A ChatGPT Parenting Hack You'll Want to Try

A different way to tell stories at bedtime

By Kara Murphy, Macaroni KID April 20, 2023

I'm loving this ChatGPT parenting hack Gavin Braman — a Texas dad of two — came up with and shared on social media.

If you've been living under a rock (or just living with small children): ChatGPT is the AI language model that's taken the world by storm in the past few months as users have explored its capabilities, while everyone from educators to politicians have debated its merits.

But love it or hate it, AI is clearly here to stay. So I wanted to share Gavin's great ChatGPT parenting hack, which is even more perfect because it's a bedtime hack — or as he calls it, "the most soul-crushing part of the day."

For something different, instead of reading his kids a bedtime book as usual, Gavin asked ChatGPT to write a story for his kids, personalized with their choice of character names, a location (in his case, one filled with candy and butterflies), and — this is what I really loved — added in an issue his kids were struggling with.

"So you might say, 'also include some underlying messaging about not being a jerk to your brother,' or something like that," he says. 

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A post shared by Gavin Braman (@gavinbraman)

Gavin's video isn't without its critics — some told him to use his imagination instead. Another wrote: "Or you can have a conversation with your kids about their life and their dreams."

But Gavin's take?

"We’re mixing things up, not replacing," he wrote. "...We’ve had some fun with it, but definitely not a replacement for actual books."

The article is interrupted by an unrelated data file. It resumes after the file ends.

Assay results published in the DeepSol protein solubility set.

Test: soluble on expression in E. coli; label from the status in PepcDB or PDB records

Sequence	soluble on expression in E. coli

Gavin's video also inspired other ideas: One commenter said she was going to create a bilingual story for her child who is learning a second language. Another said she had done something similar, and her child loved it so much that she purchased a sketchbook so her child could illustrate the story.

There are, of course, still many questions and issues around safety and usage of AI, especially in regards to kids and students. But Gavin's video got me thinking about other ways you could use ChatGPT — safely — as a parent. 

I decided to ask — who else? — ChatGPT for some ideas.

Here's what it suggested:

  • Use ChatGPT as a writing prompt for your child: If your child is struggling with writer's block, you can use ChatGPT to generate writing prompts. Ask ChatGPT to generate a random sentence or story idea, and challenge your child to write a short story based on it.
  • Use ChatGPT as a language learning tool: ChatGPT can help your child practice their foreign language skills. Ask ChatGPT to translate a sentence into another language, and have your child try to guess the meaning before revealing the translation.
  • Use ChatGPT for educational purposes: If your child is curious about a topic they're studying in school, but you don't have the answers, ask ChatGPT to generate a brief summary or explanation that's appropriate for their vocabulary and age level. This can help your child get a better understanding of the topic.

I feel like this is just the tip of the AI iceberg.

ChatGPT — currently available for free (you can find it here) — is just one of the many AI language models that have seemingly changed how many people work overnight. Now it's interesting to see how people like Gavin are incorporating the technology creatively in their personal lives.